2/20/2015 | 2 MINUTE READ

New Prototyping Process Reduces Time to Market

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Precise, 3D-printed wax pattern masters can eliminate hand-finishing in the development of plastic or metal prototypes.

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3D printer manufacturer Solidscape and LSR’s Design have announced what they call a disruptive new prototype processes that is said to significantly speed time to market. By combining Solidscape’s high precision printing with LSR’s silicone or metal mold-making process, prototypes can be created in less than two weeks, compared tothe typical five to six weeks needed to create most new plastic or metal parts, the companies say. Watch a video of the process in action. 

The process starts on a Solidscape  printer, which is both additive and subtractive in nature. With a resolution of 5000 dpi, the machine creates printed wax patterns that do not require hand finishing. LSR, a wireless product development company, can go directly to silicon tooling or to cast metal parts without the traditional tedious hand finishing of rapid prototype parts.

“We’re excited to collaborate with LSR on this new venture and to take rapid prototyping to the next level,” said Fabio Esposito, Solidscape President. “With this new disruptive process, users can now go directly from machine to molding, expediting the time it takes to go to market.”

"We compressed our product development process considerably on a recent program. We’ve gone from weeks of machining time and $4,000 per set of metal parts, to under two days and $200. This was earth shaking for us as well our customer,” said Jim Hollister, 3D Lab Manager at LSR.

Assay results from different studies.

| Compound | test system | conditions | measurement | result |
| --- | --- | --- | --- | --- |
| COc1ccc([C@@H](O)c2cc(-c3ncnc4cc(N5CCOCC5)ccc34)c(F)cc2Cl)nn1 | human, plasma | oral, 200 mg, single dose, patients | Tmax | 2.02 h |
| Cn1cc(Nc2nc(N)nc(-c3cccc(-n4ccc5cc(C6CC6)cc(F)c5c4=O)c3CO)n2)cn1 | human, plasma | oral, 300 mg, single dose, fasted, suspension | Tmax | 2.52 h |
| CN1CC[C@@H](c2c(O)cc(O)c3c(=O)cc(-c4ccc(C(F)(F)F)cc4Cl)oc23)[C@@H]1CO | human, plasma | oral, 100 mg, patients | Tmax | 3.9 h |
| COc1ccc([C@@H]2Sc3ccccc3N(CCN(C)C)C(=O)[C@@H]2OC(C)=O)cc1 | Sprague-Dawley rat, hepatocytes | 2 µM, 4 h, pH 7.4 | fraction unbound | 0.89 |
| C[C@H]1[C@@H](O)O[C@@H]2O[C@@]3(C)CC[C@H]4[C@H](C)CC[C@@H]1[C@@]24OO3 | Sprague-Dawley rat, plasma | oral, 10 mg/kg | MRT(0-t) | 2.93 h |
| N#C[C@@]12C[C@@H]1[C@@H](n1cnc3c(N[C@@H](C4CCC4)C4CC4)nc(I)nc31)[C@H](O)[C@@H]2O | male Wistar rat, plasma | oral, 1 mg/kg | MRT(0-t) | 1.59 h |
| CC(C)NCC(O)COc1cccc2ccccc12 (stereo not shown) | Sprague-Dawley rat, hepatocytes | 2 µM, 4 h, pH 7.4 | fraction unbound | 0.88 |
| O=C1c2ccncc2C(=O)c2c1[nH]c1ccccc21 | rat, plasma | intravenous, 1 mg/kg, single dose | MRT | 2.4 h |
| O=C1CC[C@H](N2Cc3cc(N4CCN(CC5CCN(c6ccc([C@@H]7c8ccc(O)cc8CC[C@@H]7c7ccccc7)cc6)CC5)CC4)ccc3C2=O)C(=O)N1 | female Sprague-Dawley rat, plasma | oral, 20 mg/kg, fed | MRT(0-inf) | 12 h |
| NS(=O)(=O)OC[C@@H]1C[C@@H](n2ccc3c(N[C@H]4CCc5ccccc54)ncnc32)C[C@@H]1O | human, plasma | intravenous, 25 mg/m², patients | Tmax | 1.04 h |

A recent case study was done for an iPhone compatible smart wearables product, where cost per unit dramatically dropped by replacing parts previously machined from brass with Solidscape’s lost wax castings. Once again, the Solidscape wax patterns created directly from digital models are put through the foundry process, providing a direct route from digital file to finished casting. Results include:

• Less finishing time than milled metal parts

• Parts fit together better, perfect tolerances

• Crisp and amazing detail

• Consistent quality on run of parts

• Less expensive, from $4,000 to under $200 per set of metal parts

• Much faster process

• Ability to make design changes without expensive tooling revisions or machining

• Ability to cast in any metal, allowing complete design flexibility

• Production worthy first articles for design review


Solidscape says its accuracy and Smooth Curvature Printing with wax provides micro-precision parts with intricate designs and complex geometries that are 100 percent castable. When it comes to creating prototypes, the company says its lost wax casting process allows users to reproduce layers as fine as six microns every time.

Earlier this year, Solidscape released the MAX2, a fully automated printer with an easy-to-operate touch screen that allows any skill level to effectively produce high-precision wax patterns. With higher throughput and increased productivity gains, Solidscape delivers 3D solutions for advanced manufacturing so customers can create wax patterns to be cast in metal or used for mold making (RTV) applications, ideal for industries such as aerospace, consumer products, education, and defense, industrial products, jewelry, medical and dental as well as manufacturing. Learn more at www.solid-scape.com.